Faster development of a rich media experience for web applications that are secure in operation has been a particularly elusive goal for many enterprise application developers since the debate about thin client and thick clients a decade ago. Until now.
An Israeli company, Gizmox, has followed an interesting path to develop its technologies and business model. Founded in a garage in 2005 and formally established in 2007, the company has raised $3.5 million in VC funding and achieved some 370,000 downloads and 35,000 applications demonstrating Visual WebGui's solid following as an open source project.
Now, the company introduces a commercial support and licensing scheme as it seeks to further penetrate the enterprise market. Visual WebGui brings the ultimate simplicity to the .NET development framework through an enterprise SDK ($1,500/seat/year) that plugs into popular development tools such as Windows Forms or for the Java developer - Swing. The runtime server product ($3,000/server/year) acts as a web interface to the application and supports DHTML, Silverlight and other presentation standards.
To the first-time user, the browser kernel is a small footprint (250 kb) and is downloaded once - content updates and user interactions are send as AJAX and XML messages. All standard browsers are supported (IE, Firefox, Safari, Opera, Netscape, Chrome) including the Microsoft Starlight browser. The company plans to enable Flash and other mobile web environments as market and customer demand warrants.
More Secure. So, since there is no business process logic stored in the client and only a generic message processor is activated in the browser, all the classic issues relating to client control are minimized since the server does all the heavy lifting. No sensitive application data, business or UI logic is stored in the client. Gizmox has pushed this claim a little farther than most in that they recently offered a $10,000 prize if anyone could hack the implementation. No prizes were awarded.
Higher Performance. Three unique attributes really make this architecture higher performance in delivering the user experience of a rich media application. Using the unique communications protocol where any packet never exceeds 1 kb, assures that client-server chattiness is not an issue. The environment also maintains a reliably constant server state minimizing server CPU loads. Finally, since the initial operations step is a qualification of the browser providing the server with insights about the rendering engines, device capabilities and browsers-in-service, the user experience is more easily and automatically optimized.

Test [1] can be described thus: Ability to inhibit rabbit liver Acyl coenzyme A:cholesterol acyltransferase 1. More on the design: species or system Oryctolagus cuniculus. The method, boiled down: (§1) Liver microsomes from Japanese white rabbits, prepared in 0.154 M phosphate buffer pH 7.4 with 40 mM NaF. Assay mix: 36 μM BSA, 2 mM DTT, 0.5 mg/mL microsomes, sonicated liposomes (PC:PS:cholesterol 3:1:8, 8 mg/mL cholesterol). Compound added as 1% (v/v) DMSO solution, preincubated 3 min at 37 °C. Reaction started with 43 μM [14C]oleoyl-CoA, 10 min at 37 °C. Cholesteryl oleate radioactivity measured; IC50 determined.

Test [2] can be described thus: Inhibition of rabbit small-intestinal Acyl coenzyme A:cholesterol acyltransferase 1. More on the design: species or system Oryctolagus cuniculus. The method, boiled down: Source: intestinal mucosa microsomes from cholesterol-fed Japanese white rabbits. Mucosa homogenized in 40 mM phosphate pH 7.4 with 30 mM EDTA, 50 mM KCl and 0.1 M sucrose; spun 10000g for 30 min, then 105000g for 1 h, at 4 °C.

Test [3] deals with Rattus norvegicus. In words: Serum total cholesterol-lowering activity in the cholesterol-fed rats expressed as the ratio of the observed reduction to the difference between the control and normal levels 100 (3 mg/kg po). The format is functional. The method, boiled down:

Rich media applications can be constructed using Microsoft development tools such as Visual Studio 2008 where the Visual WebGui has been integrated through templates. Check out this demo.
Probably the most compelling demonstration of Visual WebGui's power is the company's demo of Microsoft Outlook for Web. Usually, the webmail interface into an enterprise Exchange server is pretty dull and feature-poor.
Microsoft does this primarily because they would prefer customers to use the Outlook client. The webmail window is meant only as a last resort and is probably included in the Exchange sale so they can get the proverbial check in the box for webmail support.
Gizmox has taken their implementation of Visual WebGui server and development toolkit and about 1 developer's effort for a month to more cleanly emulate the Outlook client within the browser.
There should be no doubt that with the interest in cloud computing services and user preferences for rich media applications running on a wider variety of platforms will only exacerbate the concerns about security of enterprise data and the cost of multiple device support which plays well to the Visual WebGui advantage in the marketplace.